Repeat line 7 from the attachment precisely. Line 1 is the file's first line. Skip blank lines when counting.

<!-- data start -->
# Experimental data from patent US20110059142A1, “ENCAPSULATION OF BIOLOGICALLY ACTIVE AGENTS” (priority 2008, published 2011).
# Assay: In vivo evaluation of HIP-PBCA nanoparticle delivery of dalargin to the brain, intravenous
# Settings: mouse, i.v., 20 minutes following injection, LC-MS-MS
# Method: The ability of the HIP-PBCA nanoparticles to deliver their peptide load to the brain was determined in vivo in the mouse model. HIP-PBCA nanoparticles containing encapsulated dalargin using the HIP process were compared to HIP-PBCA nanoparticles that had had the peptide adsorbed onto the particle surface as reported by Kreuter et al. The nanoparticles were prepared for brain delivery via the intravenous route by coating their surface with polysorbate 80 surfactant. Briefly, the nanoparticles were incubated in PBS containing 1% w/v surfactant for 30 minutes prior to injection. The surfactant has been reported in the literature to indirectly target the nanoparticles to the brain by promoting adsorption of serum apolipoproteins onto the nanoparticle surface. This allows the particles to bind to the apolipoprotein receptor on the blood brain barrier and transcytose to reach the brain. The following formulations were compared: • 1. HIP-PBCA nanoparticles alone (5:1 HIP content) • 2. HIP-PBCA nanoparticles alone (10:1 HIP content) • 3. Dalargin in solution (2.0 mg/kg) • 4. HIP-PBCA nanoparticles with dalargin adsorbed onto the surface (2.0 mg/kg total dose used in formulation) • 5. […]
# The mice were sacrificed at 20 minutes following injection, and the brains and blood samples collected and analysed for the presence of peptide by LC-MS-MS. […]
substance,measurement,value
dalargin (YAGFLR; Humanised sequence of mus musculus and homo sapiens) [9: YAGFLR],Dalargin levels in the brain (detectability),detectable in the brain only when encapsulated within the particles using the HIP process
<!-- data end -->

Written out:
dalargin (YAGFLR; Humanised sequence of mus musculus and homo sapiens) [9: YAGFLR],Dalargin levels in the brain (detectability),detectable in the brain only when encapsulated within the particles using the HIP process